Dr. O'Connor: How do you define patient-centered care? What behaviors indicate that providers are engaging in patient-centered care?
Mr. Armstrong: As leaders in the industry, many of us design care delivery systems and medical benefit structures. We have endless opportunities for those designs to focus on individual patient needs and on engaging and connecting with patients. For example, when we implemented our electronic medical record ten years ago we designed it first to be easy for patients to access, so that they could know their information and more easily take responsibility for improving their health. From any computer in the world, our patients have been able to access their clinical information, e-mail their doctors, review lab results and radiology films, and schedule appointments. We did what very few organizations had done because we saw electronic medical records as part of our version of patient-centered care.
This focus also influences our health plan designs. It is common for health plans to create web-based health risk assessment tools that provide patients with a risk score to help them build a plan of action for improving their health. We, too, make these risk assessment tools available to our patients. However, our tool is unique in that it is connected to patients' clinical records. The assessment tool automatically pulls patients' cholesterol levels, height, weight, BMI, blood pressure, and other results from the clinical record. Patients cannot lie, and it forces them to put a plan together. When completed, the patient's plan for improving his health is pulled back into the clinical record. As a result, every time the patient speaks with the consulting nurse or sees the doctor, he is being asked not only about his sore throat or shoulder pain, for example, but also about his interest in losing 20 pounds through diet change and exercise. The clinician can talk to patients about their plans, encourage them, and ultimately help them achieve their health goals.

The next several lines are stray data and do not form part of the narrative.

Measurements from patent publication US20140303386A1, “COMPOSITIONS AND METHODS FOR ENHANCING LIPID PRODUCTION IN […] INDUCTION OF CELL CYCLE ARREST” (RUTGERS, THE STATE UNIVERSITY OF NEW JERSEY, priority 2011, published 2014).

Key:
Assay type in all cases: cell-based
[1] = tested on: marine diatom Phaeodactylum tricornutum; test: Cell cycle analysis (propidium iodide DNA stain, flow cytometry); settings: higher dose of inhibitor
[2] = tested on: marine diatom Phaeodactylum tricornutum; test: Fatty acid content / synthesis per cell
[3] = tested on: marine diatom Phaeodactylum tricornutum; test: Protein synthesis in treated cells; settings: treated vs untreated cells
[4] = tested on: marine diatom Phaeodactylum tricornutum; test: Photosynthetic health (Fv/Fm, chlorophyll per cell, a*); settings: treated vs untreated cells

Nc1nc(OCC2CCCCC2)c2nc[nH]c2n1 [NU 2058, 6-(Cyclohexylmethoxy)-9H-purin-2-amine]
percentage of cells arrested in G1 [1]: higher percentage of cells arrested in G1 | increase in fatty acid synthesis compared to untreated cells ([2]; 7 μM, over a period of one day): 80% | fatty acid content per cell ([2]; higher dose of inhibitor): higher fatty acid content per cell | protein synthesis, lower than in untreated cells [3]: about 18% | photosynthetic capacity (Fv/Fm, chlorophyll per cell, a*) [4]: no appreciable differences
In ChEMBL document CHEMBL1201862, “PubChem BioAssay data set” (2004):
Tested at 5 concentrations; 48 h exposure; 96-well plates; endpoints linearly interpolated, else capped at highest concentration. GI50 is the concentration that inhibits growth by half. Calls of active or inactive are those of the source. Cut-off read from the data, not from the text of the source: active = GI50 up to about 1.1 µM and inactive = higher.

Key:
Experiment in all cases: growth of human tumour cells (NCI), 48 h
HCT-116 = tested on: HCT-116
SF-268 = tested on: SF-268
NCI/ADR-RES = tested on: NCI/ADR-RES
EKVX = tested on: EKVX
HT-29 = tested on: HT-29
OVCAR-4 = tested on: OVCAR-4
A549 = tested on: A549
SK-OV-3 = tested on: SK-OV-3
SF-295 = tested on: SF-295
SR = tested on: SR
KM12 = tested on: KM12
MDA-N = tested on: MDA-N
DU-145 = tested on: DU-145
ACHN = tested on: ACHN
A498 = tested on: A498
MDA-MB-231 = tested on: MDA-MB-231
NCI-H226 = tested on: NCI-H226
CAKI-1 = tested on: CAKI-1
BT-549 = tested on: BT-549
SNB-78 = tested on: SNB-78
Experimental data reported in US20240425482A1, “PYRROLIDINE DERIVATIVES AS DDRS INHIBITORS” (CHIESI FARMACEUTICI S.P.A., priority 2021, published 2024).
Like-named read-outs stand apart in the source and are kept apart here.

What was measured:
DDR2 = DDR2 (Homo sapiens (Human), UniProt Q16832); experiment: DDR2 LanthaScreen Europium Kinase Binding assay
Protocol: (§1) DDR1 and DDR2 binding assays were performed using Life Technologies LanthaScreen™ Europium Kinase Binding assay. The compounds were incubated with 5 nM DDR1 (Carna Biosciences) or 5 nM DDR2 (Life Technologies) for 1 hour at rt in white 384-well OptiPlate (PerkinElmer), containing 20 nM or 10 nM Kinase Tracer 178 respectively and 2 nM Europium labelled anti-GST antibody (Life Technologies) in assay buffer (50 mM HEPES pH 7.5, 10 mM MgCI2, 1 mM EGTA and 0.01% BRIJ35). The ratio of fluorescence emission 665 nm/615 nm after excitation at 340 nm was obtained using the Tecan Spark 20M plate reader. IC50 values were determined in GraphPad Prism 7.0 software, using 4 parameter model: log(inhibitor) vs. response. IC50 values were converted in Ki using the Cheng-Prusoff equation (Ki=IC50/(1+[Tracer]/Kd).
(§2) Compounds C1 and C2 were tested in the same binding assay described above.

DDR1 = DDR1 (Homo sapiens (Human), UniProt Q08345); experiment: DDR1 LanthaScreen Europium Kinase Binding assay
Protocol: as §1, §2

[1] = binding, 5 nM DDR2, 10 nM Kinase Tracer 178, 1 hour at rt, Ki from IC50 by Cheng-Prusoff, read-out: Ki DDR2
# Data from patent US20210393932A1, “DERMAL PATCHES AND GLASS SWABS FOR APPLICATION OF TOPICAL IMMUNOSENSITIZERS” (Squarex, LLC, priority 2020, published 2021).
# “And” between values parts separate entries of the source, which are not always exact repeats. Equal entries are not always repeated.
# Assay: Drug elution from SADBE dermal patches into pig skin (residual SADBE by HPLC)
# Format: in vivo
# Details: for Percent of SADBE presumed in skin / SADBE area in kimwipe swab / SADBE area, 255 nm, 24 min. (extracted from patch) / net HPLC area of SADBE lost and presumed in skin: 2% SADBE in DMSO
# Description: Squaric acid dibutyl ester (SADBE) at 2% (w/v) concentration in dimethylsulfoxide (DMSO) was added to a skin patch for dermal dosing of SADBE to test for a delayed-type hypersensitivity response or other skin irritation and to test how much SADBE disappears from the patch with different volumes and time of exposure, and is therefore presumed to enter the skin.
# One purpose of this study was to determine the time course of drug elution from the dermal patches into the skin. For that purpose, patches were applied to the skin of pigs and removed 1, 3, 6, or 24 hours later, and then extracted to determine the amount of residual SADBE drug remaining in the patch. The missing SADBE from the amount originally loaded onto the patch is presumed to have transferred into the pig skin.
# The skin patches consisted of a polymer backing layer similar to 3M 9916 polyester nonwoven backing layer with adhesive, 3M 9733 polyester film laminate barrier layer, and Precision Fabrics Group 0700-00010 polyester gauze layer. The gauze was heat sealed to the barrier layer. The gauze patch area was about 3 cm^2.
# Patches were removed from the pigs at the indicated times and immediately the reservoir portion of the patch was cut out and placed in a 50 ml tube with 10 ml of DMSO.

Dr. O'Connor: As many healthcare organizations seek to implement patient-centered care, what challenges emerge as patient involvement, responsibility, and decision making becomes more commonplace?
Mr. Armstrong: In our specialty practices, a dozen or so procedures are preference sensitive. For example, for most patients there is more than one way to appropriately treat a sore knee--surgery, physical therapy, cortisone shots. We have implemented a structured process in which our specialist--the orthopedic surgeon, in this case--and the patient sit down and have an informed conversation about treatment choices after the patient has reviewed videos that describe those choices. The outcomes may be comparable, but the impact on one's life and personal preferences could sway a person one way or the other. Surgeons naturally tend to steer patients toward surgery, but we are finding that when patients get involved, many of them who would have had surgery actually prefer not to have it. That is a great example of how we bring the patient into this process. Such care requires a system that is structured so that it doesn't hurt the orthopedic surgeons financially to not do surgery.
Is there a downside when patients are more informed or assertive? Patients show up in our clinics with printouts from websites and with access to a huge amount of information. We like that. We need to structure our time so that we can really talk to them about what they have learned and work with them to reach the smartest conclusions for their situation.
Dr. O'Connor: What topics and issues would you like to see addressed by authors in the Journal of Healthcare Management?
Mr. Armstrong: We are seeing a wave of consolidation across the country, for provider groups in particular. It feels a lot like the mid-1990s. But "scale" is not going to solve the industry's problems. Community and industry leaders need to hold our care delivery systems accountable for innovations and mergers that focus delivery systems on the overall health of populations of patients. Health outcomes and medical expense trends need to become the measures of success, and these must become what we pay for, rather than allowing us to continue to feed the fee-for-service dragon. I don't yet hear care delivery leaders saying the right things. JHM's authors should write more about what it will take to change our focus.
My point of view on this comes from experience at Group Health, but also through my role as a commissioner on the Medicare Payment Advisory Commission. Grassroots solutions are developing in different markets around the country, and they will also have to align with federal and state policy changes. The situation is complicated, but I am optimistic. More common sense solutions seem to be arising now than I have seen in a long time.